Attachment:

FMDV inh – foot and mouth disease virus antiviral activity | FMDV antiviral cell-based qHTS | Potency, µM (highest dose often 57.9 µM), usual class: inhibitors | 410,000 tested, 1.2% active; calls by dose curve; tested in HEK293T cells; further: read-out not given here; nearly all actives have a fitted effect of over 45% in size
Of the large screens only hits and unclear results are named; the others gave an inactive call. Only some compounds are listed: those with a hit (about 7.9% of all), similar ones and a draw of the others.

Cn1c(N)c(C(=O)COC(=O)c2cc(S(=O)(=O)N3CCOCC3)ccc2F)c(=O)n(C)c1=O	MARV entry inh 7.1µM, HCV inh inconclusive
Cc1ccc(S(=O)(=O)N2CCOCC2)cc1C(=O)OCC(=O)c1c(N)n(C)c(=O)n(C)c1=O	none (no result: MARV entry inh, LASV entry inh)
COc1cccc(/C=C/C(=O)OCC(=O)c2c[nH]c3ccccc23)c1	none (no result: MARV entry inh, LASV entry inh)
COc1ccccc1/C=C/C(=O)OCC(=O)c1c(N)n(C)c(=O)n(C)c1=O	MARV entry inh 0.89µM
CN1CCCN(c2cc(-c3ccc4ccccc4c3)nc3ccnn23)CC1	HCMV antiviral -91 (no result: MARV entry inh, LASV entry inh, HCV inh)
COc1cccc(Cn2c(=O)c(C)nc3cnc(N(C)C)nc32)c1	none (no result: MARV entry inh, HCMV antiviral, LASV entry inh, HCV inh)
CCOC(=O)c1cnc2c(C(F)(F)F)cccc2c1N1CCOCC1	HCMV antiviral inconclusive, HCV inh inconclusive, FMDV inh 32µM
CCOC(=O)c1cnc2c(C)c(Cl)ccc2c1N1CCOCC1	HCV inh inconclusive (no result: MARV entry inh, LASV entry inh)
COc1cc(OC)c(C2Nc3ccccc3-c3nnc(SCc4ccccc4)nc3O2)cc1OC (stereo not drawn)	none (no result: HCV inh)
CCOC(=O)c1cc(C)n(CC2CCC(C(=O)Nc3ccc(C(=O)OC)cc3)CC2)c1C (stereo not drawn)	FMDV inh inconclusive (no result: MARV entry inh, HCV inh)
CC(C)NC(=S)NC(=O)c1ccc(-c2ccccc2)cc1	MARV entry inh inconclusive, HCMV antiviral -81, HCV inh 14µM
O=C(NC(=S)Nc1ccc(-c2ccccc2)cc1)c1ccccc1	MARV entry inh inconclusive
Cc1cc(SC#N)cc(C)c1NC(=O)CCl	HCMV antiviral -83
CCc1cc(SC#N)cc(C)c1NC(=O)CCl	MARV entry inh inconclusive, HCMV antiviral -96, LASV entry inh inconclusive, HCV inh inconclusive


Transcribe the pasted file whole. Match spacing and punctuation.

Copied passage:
FMDV inh – foot and mouth disease virus antiviral activity | FMDV antiviral cell-based qHTS | Potency, µM (highest dose often 57.9 µM), usual class: inhibitors | 410,000 tested, 1.2% active; calls by dose curve; tested in HEK293T cells; further: read-out not given here; nearly all actives have a fitted effect of over 45% in size
Of the large screens only hits and unclear results are named; the others gave an inactive call. Only some compounds are listed: those with a hit (about 7.9% of all), similar ones and a draw of the others.

Cn1c(N)c(C(=O)COC(=O)c2cc(S(=O)(=O)N3CCOCC3)ccc2F)c(=O)n(C)c1=O	MARV entry inh 7.1µM, HCV inh inconclusive
Cc1ccc(S(=O)(=O)N2CCOCC2)cc1C(=O)OCC(=O)c1c(N)n(C)c(=O)n(C)c1=O	none (no result: MARV entry inh, LASV entry inh)
COc1cccc(/C=C/C(=O)OCC(=O)c2c[nH]c3ccccc23)c1	none (no result: MARV entry inh, LASV entry inh)
COc1ccccc1/C=C/C(=O)OCC(=O)c1c(N)n(C)c(=O)n(C)c1=O	MARV entry inh 0.89µM
CN1CCCN(c2cc(-c3ccc4ccccc4c3)nc3ccnn23)CC1	HCMV antiviral -91 (no result: MARV entry inh, LASV entry inh, HCV inh)
COc1cccc(Cn2c(=O)c(C)nc3cnc(N(C)C)nc32)c1	none (no result: MARV entry inh, HCMV antiviral, LASV entry inh, HCV inh)
CCOC(=O)c1cnc2c(C(F)(F)F)cccc2c1N1CCOCC1	HCMV antiviral inconclusive, HCV inh inconclusive, FMDV inh 32µM
CCOC(=O)c1cnc2c(C)c(Cl)ccc2c1N1CCOCC1	HCV inh inconclusive (no result: MARV entry inh, LASV entry inh)
COc1cc(OC)c(C2Nc3ccccc3-c3nnc(SCc4ccccc4)nc3O2)cc1OC (stereo not drawn)	none (no result: HCV inh)
CCOC(=O)c1cc(C)n(CC2CCC(C(=O)Nc3ccc(C(=O)OC)cc3)CC2)c1C (stereo not drawn)	FMDV inh inconclusive (no result: MARV entry inh, HCV inh)
CC(C)NC(=S)NC(=O)c1ccc(-c2ccccc2)cc1	MARV entry inh inconclusive, HCMV antiviral -81, HCV inh 14µM
O=C(NC(=S)Nc1ccc(-c2ccccc2)cc1)c1ccccc1	MARV entry inh inconclusive
Cc1cc(SC#N)cc(C)c1NC(=O)CCl	HCMV antiviral -83
CCc1cc(SC#N)cc(C)c1NC(=O)CCl	MARV entry inh inconclusive, HCMV antiviral -96, LASV entry inh inconclusive, HCV inh inconclusive